Many Spaniards enjoy a drink with their lunch. Wine and beer are common choices. Some prefer a soft drink or water. After lunch, people often have a coffee. It helps them feel awake for the rest of the day.

Lunch in Spain is a time to slow down. People take their time to eat and talk. It is common to see families and friends gathered around the table. They share stories and enjoy each other's company. This tradition reflects the Spanish way of life. It values community and connection.

In cities, many workers go home for lunch. This is possible because of the long lunch break. In smaller towns, it is even more common. However, in big cities, some people eat out. Restaurants offer set menus for lunch. These are affordable and filling. They include a first course, a main dish, dessert, and a drink.

The ingredients used in Spanish lunches are fresh and local. Spain has a rich agricultural tradition. Many dishes include olive oil, garlic, and tomatoes. These ingredients add flavor and nutrition. Seafood is also popular, especially along the coast. Spain's diverse regions influence its cuisine. Each area has its own specialties and flavors.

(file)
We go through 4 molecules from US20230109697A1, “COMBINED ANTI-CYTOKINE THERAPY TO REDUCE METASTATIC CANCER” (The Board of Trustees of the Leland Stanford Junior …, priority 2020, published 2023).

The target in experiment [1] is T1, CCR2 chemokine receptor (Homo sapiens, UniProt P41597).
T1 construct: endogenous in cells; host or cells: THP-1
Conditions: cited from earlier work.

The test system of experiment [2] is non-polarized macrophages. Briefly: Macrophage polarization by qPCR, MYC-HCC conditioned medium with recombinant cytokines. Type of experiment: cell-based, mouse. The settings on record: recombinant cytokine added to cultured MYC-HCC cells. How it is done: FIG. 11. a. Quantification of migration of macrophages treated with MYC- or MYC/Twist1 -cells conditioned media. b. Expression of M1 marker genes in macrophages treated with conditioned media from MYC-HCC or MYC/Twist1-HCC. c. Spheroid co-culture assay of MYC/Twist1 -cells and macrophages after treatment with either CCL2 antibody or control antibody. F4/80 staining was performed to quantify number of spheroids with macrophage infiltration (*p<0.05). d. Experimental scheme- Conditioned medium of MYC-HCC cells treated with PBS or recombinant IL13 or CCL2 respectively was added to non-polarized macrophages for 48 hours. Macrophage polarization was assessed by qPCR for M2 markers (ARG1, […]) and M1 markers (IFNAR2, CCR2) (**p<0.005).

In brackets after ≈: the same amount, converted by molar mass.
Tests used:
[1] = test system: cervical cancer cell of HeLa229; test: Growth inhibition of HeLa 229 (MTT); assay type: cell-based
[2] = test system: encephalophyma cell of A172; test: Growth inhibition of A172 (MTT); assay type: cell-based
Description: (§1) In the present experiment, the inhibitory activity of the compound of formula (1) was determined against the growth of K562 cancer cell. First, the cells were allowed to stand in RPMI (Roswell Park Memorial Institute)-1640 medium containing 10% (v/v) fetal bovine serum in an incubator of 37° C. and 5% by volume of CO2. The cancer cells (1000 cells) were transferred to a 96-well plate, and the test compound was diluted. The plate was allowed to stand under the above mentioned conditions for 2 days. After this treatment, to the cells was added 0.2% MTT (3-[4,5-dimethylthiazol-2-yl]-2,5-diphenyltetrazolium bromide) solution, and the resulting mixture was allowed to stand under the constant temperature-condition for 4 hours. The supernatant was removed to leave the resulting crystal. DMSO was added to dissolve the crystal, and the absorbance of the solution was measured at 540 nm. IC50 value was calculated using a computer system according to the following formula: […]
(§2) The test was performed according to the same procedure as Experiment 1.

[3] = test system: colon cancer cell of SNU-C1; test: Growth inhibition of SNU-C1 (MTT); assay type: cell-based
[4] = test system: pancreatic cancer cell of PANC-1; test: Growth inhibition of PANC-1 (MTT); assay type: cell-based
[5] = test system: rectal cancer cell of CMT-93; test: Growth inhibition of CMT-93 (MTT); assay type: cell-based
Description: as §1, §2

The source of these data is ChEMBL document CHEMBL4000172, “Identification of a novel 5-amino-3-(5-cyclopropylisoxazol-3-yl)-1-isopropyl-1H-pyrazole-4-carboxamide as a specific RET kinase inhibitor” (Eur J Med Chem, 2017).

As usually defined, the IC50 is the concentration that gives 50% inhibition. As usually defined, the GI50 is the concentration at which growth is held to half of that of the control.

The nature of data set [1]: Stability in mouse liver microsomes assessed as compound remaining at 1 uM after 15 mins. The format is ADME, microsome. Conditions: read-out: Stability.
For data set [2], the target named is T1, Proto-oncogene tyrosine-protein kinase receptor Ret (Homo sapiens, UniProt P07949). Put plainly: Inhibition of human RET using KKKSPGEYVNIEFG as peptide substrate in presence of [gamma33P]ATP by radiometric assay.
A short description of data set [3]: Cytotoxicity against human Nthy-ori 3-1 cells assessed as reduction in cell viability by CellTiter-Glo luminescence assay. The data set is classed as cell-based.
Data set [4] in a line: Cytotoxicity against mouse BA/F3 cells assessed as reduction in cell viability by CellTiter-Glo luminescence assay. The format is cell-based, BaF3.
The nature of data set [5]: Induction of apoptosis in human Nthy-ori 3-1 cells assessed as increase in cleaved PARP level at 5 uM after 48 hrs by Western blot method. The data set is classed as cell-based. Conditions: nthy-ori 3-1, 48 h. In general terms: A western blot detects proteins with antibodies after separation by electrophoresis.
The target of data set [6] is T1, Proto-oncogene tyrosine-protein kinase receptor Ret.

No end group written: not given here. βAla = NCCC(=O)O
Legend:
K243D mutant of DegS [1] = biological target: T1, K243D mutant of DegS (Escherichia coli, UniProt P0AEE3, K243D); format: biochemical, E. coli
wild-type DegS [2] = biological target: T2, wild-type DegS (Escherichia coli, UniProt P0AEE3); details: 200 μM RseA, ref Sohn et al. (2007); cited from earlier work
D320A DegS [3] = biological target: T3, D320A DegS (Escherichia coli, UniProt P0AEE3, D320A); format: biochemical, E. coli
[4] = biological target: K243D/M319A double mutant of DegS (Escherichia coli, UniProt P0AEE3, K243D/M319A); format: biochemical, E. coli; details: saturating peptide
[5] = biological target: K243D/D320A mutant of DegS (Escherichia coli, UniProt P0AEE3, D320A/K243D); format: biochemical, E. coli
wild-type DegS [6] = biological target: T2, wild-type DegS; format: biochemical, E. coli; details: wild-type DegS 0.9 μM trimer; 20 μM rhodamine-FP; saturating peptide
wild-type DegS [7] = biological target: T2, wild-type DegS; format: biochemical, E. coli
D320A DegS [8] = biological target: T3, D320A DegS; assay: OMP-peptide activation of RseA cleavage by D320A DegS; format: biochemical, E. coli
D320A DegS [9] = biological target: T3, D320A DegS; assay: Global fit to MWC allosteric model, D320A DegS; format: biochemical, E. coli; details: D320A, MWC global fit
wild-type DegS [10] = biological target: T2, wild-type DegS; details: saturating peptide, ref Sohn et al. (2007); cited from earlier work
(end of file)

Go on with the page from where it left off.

Over time, lunch customs in Spain have evolved. In the past, people ate heavier meals. Nowadays, some prefer lighter options. This change reflects modern lifestyles. Yet, the essence of lunch remains the same. It is a time to pause and enjoy life.

Lunch in Spain is more than just a meal. It is a cultural experience. It brings people together. It celebrates food, family, and tradition. This midday break is a cherished part of Spanish life. It shows the importance of balance and enjoyment.

Share this article